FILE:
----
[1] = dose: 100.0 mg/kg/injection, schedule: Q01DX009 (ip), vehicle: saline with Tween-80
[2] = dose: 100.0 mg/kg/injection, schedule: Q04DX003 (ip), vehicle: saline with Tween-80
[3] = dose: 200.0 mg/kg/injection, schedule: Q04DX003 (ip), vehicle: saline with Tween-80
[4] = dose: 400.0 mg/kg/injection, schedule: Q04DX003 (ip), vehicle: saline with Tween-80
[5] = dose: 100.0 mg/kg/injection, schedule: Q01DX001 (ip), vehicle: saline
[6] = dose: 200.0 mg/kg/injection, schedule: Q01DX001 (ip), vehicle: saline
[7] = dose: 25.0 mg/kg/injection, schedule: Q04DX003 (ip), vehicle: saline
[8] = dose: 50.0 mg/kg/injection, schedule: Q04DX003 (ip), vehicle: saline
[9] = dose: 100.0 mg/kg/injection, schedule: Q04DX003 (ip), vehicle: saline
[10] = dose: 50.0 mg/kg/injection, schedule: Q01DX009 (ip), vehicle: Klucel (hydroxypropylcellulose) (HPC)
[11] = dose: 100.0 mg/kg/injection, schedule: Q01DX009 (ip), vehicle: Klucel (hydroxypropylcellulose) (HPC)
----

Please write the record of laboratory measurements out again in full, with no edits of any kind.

[1] = dose: 100.0 mg/kg/injection, schedule: Q01DX009 (ip), vehicle: saline with Tween-80
[2] = dose: 100.0 mg/kg/injection, schedule: Q04DX003 (ip), vehicle: saline with Tween-80
[3] = dose: 200.0 mg/kg/injection, schedule: Q04DX003 (ip), vehicle: saline with Tween-80
[4] = dose: 400.0 mg/kg/injection, schedule: Q04DX003 (ip), vehicle: saline with Tween-80
[5] = dose: 100.0 mg/kg/injection, schedule: Q01DX001 (ip), vehicle: saline
[6] = dose: 200.0 mg/kg/injection, schedule: Q01DX001 (ip), vehicle: saline
[7] = dose: 25.0 mg/kg/injection, schedule: Q04DX003 (ip), vehicle: saline
[8] = dose: 50.0 mg/kg/injection, schedule: Q04DX003 (ip), vehicle: saline
[9] = dose: 100.0 mg/kg/injection, schedule: Q04DX003 (ip), vehicle: saline
[10] = dose: 50.0 mg/kg/injection, schedule: Q01DX009 (ip), vehicle: Klucel (hydroxypropylcellulose) (HPC)
[11] = dose: 100.0 mg/kg/injection, schedule: Q01DX009 (ip), vehicle: Klucel (hydroxypropylcellulose) (HPC)